So transparency is merely the beginning of the process; accountability is the ultimate goal. Consequently, an increasing number of stakeholders demand that firms reveal real outcomes rather than simply making statements. Companies will continue to be subjected to greater demands for accountability, and the number and relevance of third-party verifiers will continue to grow.

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Tax Compliance Is Being Replaced With Tax Fairness

There are many firms today that hire teams of specialists to guarantee that they not only comply with the tax regulations of every country in which they operate but that they also spend no more in taxes than is needed of them by the law. However, despite this strategy being fully legal, activist stakeholders increasingly call on corporations to pay their "fair share" regardless of what the law enables them to do.

Tax fairness proponents call for eliminating all tax loopholes. At the same time, some merely support a minimum corporate tax or say that what firms pay in taxes should be determined by the needs of the communities in which they operate. This discussion will gather momentum during the next months and years as stakeholders call for more corporate accountability in tax contributions and other forms of community assistance.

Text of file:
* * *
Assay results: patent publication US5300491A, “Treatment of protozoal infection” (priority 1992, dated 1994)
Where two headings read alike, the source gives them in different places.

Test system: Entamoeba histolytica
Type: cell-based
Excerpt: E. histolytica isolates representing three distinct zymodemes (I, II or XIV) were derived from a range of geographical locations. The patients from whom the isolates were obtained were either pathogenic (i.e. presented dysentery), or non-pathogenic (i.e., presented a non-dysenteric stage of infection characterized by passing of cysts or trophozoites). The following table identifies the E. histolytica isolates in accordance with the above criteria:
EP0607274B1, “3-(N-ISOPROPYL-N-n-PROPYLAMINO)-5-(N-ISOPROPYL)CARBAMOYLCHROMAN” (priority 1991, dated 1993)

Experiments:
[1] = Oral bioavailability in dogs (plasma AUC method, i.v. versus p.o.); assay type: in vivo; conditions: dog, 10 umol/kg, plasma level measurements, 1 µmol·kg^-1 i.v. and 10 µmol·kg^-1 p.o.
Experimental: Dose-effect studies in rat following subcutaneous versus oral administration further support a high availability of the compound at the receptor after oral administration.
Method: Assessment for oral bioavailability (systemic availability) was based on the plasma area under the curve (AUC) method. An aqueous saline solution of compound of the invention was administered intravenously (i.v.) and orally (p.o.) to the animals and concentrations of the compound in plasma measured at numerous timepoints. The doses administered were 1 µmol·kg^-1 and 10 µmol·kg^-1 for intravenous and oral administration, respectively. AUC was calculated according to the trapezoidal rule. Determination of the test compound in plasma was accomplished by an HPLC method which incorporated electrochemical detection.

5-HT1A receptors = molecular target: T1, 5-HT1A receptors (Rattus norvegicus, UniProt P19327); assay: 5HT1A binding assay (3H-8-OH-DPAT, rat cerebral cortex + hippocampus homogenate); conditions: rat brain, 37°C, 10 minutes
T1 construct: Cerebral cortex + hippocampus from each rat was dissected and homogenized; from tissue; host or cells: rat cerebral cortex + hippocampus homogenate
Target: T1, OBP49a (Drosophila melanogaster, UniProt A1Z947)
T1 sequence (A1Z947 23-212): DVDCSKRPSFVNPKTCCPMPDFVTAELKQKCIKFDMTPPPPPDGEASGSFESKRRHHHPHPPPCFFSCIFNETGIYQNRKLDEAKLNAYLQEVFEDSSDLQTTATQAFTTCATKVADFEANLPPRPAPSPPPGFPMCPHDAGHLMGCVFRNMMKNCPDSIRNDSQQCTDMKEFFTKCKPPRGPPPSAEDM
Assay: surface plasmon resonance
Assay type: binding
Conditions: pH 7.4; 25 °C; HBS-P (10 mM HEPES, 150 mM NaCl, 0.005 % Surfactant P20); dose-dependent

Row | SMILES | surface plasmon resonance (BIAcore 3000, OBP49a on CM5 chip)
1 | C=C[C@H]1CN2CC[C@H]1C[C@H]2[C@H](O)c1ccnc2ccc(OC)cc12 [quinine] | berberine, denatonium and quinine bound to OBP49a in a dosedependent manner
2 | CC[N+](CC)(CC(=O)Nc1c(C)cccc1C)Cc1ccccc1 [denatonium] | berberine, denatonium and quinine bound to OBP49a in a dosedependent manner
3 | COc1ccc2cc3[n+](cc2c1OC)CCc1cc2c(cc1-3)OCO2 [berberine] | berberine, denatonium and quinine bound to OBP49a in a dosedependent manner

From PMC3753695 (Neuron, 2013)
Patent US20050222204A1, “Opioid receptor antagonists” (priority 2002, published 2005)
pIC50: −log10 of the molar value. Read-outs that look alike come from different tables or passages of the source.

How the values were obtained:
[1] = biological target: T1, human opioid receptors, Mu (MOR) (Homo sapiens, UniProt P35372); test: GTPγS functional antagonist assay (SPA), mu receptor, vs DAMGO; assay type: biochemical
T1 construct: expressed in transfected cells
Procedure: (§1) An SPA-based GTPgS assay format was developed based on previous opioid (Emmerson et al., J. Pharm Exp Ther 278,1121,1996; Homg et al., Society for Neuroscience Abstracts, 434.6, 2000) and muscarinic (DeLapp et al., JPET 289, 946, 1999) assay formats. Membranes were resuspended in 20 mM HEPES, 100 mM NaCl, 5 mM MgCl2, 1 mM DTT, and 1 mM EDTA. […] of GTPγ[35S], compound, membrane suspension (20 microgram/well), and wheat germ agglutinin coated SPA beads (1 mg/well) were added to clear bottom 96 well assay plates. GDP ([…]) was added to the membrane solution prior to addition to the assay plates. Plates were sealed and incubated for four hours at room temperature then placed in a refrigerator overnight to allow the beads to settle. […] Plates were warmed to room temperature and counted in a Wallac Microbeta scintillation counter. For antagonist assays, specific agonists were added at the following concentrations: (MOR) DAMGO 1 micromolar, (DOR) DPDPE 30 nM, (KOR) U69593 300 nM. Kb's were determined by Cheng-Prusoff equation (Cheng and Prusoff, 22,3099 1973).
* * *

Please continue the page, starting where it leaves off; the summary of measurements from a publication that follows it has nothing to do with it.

Increasingly Difficult To Engage In Political Engagement

The Conference Board with the National Association of Business Political Action Committees conducted a recent survey. They found that 87 percent of corporate government relations executives believe that corporate political activity will be at least as difficult in 2022 and that 42 percent believe it will be more difficult.

Companies are bracing to continue "hot button" issues in this midterm election year, particularly at the state level. According to 77% of respondents, one of the key causes of this dilemma is the frequent appearance of social and political topics on which businesses are compelled to take a stance. In addition, the Federal Elections Commission and the Biden Administration are expected to impose limitations on corporate political involvement during this election year, according to sources.


Corporations' ability to modify their environmental, social, and governance policies in response to these increased difficulties will decide whether companies are deemed leaders in this industry rather than followers or laggards. Companies will be required to continue to improve rather than rely on previous pledges and commitments as the bar is moved higher and higher with every passing year. In order to propel their organizations ahead in the new normal, the leaders of these institutions will need to develop their own thinking constantly.